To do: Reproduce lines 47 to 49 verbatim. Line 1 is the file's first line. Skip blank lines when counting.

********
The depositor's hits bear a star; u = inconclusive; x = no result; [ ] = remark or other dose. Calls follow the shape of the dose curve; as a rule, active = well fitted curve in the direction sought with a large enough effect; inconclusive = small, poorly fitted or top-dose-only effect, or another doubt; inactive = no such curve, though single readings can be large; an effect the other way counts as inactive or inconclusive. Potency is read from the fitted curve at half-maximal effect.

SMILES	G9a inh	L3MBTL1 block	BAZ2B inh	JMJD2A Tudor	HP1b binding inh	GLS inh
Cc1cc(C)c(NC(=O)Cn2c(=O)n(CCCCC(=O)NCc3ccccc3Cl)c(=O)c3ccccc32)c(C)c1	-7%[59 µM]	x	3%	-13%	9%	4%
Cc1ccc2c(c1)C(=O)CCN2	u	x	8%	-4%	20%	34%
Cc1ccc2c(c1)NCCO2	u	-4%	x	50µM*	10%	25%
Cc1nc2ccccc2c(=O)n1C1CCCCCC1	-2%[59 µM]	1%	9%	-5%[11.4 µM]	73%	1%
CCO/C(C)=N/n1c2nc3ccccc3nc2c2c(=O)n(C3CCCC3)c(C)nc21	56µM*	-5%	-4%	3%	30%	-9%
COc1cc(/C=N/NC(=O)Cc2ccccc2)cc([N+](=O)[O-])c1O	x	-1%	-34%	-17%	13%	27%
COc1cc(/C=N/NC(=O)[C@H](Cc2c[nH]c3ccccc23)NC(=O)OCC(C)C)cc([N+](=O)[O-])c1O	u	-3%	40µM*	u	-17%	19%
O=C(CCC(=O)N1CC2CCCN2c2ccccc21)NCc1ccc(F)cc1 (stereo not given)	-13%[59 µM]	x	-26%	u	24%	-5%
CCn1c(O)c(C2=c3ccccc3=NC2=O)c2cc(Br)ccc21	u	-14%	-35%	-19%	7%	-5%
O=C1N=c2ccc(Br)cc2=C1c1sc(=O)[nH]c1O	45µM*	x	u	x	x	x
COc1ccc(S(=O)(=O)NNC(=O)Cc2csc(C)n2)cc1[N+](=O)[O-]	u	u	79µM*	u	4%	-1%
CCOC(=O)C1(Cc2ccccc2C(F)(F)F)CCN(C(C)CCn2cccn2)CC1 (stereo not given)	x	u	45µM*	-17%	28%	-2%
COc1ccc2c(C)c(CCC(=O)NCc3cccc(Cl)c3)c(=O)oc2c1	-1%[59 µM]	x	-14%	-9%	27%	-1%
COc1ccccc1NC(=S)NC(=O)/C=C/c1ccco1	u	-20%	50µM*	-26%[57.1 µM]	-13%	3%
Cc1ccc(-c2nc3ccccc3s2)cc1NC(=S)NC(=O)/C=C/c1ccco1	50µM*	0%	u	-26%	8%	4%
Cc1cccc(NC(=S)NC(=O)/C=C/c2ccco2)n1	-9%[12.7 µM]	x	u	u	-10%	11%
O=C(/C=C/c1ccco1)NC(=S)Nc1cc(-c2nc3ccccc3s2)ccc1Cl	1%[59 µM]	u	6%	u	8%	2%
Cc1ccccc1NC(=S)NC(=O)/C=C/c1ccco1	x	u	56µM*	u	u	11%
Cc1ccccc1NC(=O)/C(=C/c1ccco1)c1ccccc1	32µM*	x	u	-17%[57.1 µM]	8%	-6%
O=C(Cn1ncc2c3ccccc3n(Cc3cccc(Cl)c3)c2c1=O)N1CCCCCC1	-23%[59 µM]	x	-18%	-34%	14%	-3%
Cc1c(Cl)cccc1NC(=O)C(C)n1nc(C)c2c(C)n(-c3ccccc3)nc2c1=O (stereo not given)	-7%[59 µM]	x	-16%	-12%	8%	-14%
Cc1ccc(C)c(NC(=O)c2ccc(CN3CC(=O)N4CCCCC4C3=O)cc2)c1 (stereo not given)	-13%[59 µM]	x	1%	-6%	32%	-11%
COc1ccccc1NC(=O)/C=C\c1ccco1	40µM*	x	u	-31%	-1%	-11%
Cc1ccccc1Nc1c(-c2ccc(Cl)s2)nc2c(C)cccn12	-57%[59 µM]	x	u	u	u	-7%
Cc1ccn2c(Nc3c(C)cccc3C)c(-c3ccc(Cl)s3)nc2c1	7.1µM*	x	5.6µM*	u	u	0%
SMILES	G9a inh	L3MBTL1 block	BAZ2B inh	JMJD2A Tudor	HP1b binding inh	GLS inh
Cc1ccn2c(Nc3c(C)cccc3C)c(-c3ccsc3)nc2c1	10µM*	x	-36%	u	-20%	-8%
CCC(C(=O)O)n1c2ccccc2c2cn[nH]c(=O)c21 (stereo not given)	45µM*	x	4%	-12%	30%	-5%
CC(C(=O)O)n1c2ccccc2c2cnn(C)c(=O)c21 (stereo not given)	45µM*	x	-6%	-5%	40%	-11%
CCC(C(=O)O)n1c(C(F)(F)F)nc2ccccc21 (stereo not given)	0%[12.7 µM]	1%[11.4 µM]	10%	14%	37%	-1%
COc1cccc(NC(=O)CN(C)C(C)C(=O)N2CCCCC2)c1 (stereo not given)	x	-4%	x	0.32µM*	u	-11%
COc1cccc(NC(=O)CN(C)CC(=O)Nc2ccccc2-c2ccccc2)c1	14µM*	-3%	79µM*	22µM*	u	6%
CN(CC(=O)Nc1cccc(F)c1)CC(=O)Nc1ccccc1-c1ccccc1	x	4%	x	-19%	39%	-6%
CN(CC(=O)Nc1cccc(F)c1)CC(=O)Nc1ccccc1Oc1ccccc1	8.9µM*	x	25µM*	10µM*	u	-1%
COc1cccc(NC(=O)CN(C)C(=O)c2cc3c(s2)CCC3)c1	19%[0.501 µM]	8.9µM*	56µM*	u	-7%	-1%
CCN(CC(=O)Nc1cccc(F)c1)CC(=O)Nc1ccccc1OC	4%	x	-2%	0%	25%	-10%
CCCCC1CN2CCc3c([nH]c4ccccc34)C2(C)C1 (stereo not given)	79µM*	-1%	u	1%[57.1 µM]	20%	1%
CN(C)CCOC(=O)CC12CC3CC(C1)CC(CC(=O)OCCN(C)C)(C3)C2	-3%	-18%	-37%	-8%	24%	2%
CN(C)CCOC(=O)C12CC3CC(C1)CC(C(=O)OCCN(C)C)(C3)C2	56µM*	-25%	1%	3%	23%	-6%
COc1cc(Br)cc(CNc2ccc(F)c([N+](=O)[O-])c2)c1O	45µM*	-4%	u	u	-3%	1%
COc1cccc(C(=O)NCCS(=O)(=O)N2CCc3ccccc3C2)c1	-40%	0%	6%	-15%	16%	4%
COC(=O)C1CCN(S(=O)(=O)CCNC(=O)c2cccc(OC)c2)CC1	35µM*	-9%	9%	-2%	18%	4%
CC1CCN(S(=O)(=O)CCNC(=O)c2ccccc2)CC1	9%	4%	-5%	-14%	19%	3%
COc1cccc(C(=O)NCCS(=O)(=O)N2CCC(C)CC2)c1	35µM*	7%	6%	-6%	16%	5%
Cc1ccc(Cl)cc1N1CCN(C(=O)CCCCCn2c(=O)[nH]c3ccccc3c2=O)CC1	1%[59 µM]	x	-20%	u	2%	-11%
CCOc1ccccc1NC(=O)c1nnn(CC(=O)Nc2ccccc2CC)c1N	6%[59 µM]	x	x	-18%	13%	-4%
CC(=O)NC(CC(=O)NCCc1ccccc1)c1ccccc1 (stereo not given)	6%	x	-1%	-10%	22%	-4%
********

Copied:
Cc1ccc(Cl)cc1N1CCN(C(=O)CCCCCn2c(=O)[nH]c3ccccc3c2=O)CC1	1%[59 µM]	x	-20%	u	2%	-11%
CCOc1ccccc1NC(=O)c1nnn(CC(=O)Nc2ccccc2CC)c1N	6%[59 µM]	x	x	-18%	13%	-4%
CC(=O)NC(CC(=O)NCCc1ccccc1)c1ccccc1 (stereo not given)	6%	x	-1%	-10%	22%	-4%